FTSE 100 bosses seek US-level pay amid London market slump, report says

FTSE 100 bosses seek US-level pay amid London market slump, report says

A new report by the Energy and Climate Intelligence Unit (ECIU) and the Confederation of British Industry (CBI) has revealed that FTSE 100 executives are pushing for higher pay packages to match their US counterparts, amid concerns that the London market is losing its appeal and competitiveness.

The report shows that the net zero sector, which includes green businesses and jobs, grew by 9% in 2023, while the overall economy grew by only 0.1%. The net zero sector generated £74bn in goods and services and employed 765,000 people in 2023, and was spread across various regions and constituencies in the UK.

Nosh: The Autonomous Cooking Robot

The report also highlights the benefits of achieving net zero emissions by 2050, which is essential to avoid the worst impacts of the climate crisis. These include boosting the economy, reducing energy bills, enhancing energy security, and creating more opportunities for innovation and competitiveness.

Zerund: The Eco-Friendly Brick 

Pascal Soriot, the chief executive of AstraZeneca. The value of his overall annual reward could be as high as £25.2m


However, the report also warns that the future growth of the net zero sector is under threat from policy uncertainty, insufficient investment, and increasing competition from the EU and US, which are both ramping up their efforts to decarbonise their economies.

The report urges the UK government and political parties to provide clear and consistent leadership, stability and support for the net zero transition, and to avoid politicising the issue. It also calls on businesses to seize the opportunities and challenges presented by the net zero agenda, and to collaborate with each other and with the government to achieve the common goal.

According to the report, some FTSE 100 companies, such as AstraZeneca, HSBC, LSEG (the owner of the London Stock Exchange) and the medical devices group Smith & Nephew, have revealed or signalled that they want to boost executive rewards to keep up with US rivals. None of them have threatened to quit London, but they have blamed the lack of buzz in the London market on the low pay of UK executives compared to the US.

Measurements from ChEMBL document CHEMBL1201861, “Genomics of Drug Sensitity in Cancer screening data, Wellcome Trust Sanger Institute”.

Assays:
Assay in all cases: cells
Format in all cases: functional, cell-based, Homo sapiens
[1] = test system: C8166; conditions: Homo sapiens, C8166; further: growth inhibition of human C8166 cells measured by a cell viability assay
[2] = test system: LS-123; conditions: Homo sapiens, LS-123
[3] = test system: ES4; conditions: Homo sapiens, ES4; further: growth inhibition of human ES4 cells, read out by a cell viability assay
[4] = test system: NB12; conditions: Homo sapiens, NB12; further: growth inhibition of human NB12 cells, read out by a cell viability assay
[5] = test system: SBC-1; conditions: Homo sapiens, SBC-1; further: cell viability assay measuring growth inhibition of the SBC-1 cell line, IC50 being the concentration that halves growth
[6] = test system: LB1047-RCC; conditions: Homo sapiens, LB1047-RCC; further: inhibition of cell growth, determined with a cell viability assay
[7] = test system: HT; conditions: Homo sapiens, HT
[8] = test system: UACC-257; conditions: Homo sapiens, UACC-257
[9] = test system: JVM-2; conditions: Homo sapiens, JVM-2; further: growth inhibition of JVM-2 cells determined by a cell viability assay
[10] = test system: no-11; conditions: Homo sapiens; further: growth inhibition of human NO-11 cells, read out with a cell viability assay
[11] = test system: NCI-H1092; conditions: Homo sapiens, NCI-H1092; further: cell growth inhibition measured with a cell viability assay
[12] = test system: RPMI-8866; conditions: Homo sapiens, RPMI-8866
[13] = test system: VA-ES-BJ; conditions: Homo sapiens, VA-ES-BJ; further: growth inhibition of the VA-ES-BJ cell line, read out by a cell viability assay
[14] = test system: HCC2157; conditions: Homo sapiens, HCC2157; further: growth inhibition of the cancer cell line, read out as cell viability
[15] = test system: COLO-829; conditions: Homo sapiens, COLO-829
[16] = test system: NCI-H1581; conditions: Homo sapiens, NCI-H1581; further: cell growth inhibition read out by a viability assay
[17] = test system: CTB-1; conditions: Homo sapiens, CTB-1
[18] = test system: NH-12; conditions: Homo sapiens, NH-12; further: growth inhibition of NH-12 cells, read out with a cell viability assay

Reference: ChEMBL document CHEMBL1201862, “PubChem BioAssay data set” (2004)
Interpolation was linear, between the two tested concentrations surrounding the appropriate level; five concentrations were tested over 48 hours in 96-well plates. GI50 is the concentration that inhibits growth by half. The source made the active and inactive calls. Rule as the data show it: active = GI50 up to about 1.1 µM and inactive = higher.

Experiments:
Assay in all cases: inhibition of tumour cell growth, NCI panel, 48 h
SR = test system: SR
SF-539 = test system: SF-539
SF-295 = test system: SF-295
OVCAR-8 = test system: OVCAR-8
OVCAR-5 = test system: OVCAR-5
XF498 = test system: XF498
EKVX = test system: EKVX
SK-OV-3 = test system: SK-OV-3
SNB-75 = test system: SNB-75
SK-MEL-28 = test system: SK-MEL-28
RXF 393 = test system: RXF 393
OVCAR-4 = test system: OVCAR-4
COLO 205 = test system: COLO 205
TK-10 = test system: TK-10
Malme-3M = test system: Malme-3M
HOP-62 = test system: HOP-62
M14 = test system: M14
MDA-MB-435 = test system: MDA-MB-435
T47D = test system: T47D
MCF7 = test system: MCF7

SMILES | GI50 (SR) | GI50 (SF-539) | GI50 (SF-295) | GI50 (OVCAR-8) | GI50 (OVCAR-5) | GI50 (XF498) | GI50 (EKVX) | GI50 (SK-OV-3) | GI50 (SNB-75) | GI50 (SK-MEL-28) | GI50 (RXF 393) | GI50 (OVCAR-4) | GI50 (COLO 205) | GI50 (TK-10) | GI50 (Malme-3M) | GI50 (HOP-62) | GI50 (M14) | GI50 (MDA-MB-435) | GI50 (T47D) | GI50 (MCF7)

The report shows that the average pay of FTSE 100 CEOs increased by 9.5% since March 2023, while workers’ median pay increased by 6%. The average pay of FTSE 100 CEOs dropped slightly during the pandemic, but has since increased by about a quarter.

The report has sparked a debate about the role of executive pay in the UK versus the US, and whether higher pay is necessary to retain and attract talent, or whether it is excessive and unfair. Some big fund management houses, such as Legal & General Investment Management, have expressed support for giving companies “necessary flexibility” on pay2. The Investment Association, the trade body for UK asset managers, has also written to remuneration committees to stress the importance of ensuring that “the UK is a competitive place to list and remain listed as well as do business”.

However, some critics have argued that higher executive pay is not justified by performance, and that it widens the gap between the rich and the poor. They have also questioned the logic of comparing UK and US pay levels, given the different market sizes, tax regimes, and social norms. They have called for more transparency, accountability, and stakeholder involvement in setting executive pay.

Nils Pratley, a Guardian columnist, said: “It seems the UK financial and corporate establishment is agreed. The London stock market is in a funk, with too many companies hopping off to re-list in New York. Therefore the UK executive class must be given US-style pay packages to keep ‘em loyal. That’s a slight exaggeration since, so far, it’s only a handful of companies […] that have revealed, or signalled, that they want to boost executive rewards to keep up with US rivals. And none of them have threatened to quit London. All the same, it’s remarkable that an intense debate about the woes of the London stock market has morphed into a refrain about executive pay in the UK.

Greeniee: The Smart Energy Assistant 


You May Also Like

More From Author

+ There are no comments

Add yours